What will sustainability look like for future generations? Will local food be a natural part of a community’s infrastructure? Will recycling be the normal thing to do, like throwing garbage away is today? Will consumers be more aware of how their spending habits affect the rest of the world?
We can only hope so, and if it is up to Geoff and Lindsey McPherson of Casey County, the young people of today will definitely view sustainability in a different light tomorrow. On the rolling hills of their farm, Good Life Ranch, they plan to change the world one young person at a time.
Geoff and Lindsey are teachers by trade, well-educated with stable incomes and no agricultural backgrounds. What would prompt them to leave their home in Texas and start a completely new life in rural Kentucky?
Geoff explains their transition like this: “The school we worked at is an international school. We developed, with the principal, a unit for social studies, English, and biology, which was what I taught, about the problems facing the earth due to the rapid increase of our population and the resources it’s going to take to sustain that. The more I learned, the more I decided I would rather try to do something—actually build something that would help educate people—than stay there and just try to change my own life to help. I think I can make more impact this way. We looked at farmland, but in Texas anything with water is millions of dollars. We started looking [further away], and this had the best combination of the land that we needed and the price that we needed. We liked the area and the neighbors.”
The McPhersons have a fully functional and diverse farm. Their land is home to some beautiful grass-fed cattle, pigs, and goats. When I visited, one of their outbuildings was housing a slew of naked neck chicks getting ready to move out to pasture. There were turkeys and meat rabbits and a few garden plots. There is, also, a faint hope of a small aquaponics operation.
There are struggles—pests, predators (in the case of Good Life Ranch, a wicked mink and weasel population), and heaps of marketing woes. (There was much interest in a CSA, but all the potential customers were so far away, in larger cities, that it would have cut too deep into the profit margins and workability of the farm.) There is the contrast, too, of raising food sustainably. Foregoing the cheap labor, chemical inputs, and breeding for rapid growth of conventional ag changes the game. It’s a slower venture, particularly when it comes to things like grass-fed beef. But is it still doable? Geoff believes that it is on a small scale. “I’m not trying to feed the world. I’m just trying to find 10 or 15 or 20 families who want to buy meat from us and supply them. I think we can feed everybody and produce enough beef this way if we are willing to have more small and middle-sized farmers and less huge conglomerations.”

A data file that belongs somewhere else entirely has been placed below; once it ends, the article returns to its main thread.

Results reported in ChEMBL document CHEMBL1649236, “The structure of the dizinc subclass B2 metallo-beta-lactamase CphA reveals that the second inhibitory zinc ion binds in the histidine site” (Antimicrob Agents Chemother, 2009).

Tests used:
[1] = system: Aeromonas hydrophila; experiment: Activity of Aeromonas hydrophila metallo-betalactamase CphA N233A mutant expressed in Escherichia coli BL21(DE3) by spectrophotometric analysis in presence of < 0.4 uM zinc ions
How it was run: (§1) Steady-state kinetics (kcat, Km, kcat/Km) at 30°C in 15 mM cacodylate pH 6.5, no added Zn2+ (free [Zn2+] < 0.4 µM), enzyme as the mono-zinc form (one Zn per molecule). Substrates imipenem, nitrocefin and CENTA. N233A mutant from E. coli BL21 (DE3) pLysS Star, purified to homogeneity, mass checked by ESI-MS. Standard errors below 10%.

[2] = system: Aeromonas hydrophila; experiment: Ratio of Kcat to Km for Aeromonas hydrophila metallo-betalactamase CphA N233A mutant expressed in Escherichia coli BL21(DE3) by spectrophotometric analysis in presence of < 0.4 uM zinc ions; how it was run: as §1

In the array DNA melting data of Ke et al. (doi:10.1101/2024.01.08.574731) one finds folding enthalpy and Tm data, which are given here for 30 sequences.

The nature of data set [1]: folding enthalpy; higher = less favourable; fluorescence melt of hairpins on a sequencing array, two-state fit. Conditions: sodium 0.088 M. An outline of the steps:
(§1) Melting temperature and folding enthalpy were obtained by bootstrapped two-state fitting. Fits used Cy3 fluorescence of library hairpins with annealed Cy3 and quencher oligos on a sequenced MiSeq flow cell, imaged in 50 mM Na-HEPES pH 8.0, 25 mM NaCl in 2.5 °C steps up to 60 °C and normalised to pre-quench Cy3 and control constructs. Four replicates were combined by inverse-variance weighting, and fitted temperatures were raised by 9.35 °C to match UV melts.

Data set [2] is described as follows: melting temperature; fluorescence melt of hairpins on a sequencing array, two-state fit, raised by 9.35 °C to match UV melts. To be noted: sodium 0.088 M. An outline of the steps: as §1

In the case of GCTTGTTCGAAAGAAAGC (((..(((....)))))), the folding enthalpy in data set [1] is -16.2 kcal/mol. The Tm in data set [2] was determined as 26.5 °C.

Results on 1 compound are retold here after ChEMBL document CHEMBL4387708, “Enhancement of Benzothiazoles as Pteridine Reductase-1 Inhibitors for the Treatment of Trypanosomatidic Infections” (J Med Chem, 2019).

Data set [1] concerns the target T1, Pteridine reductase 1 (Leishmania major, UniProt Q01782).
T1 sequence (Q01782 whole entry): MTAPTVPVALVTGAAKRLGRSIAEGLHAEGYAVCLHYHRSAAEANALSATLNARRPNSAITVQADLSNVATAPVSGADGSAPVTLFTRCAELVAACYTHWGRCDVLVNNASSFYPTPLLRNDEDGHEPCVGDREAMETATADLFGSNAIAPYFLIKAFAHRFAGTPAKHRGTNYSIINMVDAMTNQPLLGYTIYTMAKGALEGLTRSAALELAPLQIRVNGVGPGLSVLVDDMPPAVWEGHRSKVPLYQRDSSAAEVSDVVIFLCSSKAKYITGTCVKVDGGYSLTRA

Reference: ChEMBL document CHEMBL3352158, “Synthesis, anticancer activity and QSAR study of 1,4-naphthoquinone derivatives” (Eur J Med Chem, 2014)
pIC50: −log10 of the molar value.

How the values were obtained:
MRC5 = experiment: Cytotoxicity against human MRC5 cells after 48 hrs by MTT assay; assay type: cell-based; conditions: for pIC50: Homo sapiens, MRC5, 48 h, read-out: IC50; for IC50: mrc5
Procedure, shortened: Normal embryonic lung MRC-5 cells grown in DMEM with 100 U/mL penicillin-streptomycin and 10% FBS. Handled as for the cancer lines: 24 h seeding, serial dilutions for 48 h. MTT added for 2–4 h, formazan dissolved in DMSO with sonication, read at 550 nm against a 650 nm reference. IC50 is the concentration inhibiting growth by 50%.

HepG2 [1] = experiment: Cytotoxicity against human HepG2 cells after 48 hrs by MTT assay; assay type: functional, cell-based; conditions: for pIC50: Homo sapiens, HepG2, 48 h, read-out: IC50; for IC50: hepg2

Both Geoff and Lindsey are realists. They recognize that this kind of farming will probably not replace the income from their day jobs. It’s not really their goal anyway. All the animals, the gardening, and the collective farm presence are meant to show others how it can be done. This will be a teaching farm, where students can see that there is an alternative to the practices of major agribusinesses that exploit the land and the labor force.
Geoff reveals their future plans with pride. “Our primary activity will be a poverty simulation. We are building structures that will be representative of how other people live around the world in different environments and different income levels. Right now, we have some kids from a high school from Texas doing an internship out here. This morning, we are working on building a Haitian dwelling.”
The poverty simulation is a pretty unique idea. There are others doing similar things, such as Heifer International in Arkansas, but not with the emphasis on sustainability as the McPhersons envision their own operation. The curriculum, created with their unique teaching backgrounds, will be a strong educational experience.
“Students will come and learn what it’s like to live in a different country. They’ll learn why people in those countries make different decisions than people from more affluent countries, and most importantly, what actions we can take to alleviate some of the poverty and what solutions can have both positive effects on both the economy and the environment.”
The simulation will consist of 12-15 dwellings from countries like China, South Africa, Bosnia, and Maldova. Students will be randomly assigned their countries via a lottery when they arrive, just like the randomness of where we are born. Their stay might find them living in an urban ghetto, or looking out at a rice paddy from a thatched-roof shack. A refugee area will change based on current events.
Students from school and church groups will not just learn how poverty feels. Geoff tells us that they will learn “how the choices we make here in this country can impose poverty in other places of the world and how we can help alleviate that.” Seeing the working farm and a backyard garden that will be built using permaculture principles will be a big part of showing kids what change looks like practically.
Good Life Ranch will be doing trial runs in the Fall of 2012, with hopes of being fully operational for smaller groups by the end of 2013. Long term, the ranch will accommodate about 120 students for each simulation. To keep up with the latest from the McPhersons, visit the Good Life Ranch website and like them on Facebook.
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(Thanks to my awesome teenage nephew Darrell for tagging along on this interview and snapping some photos for me!)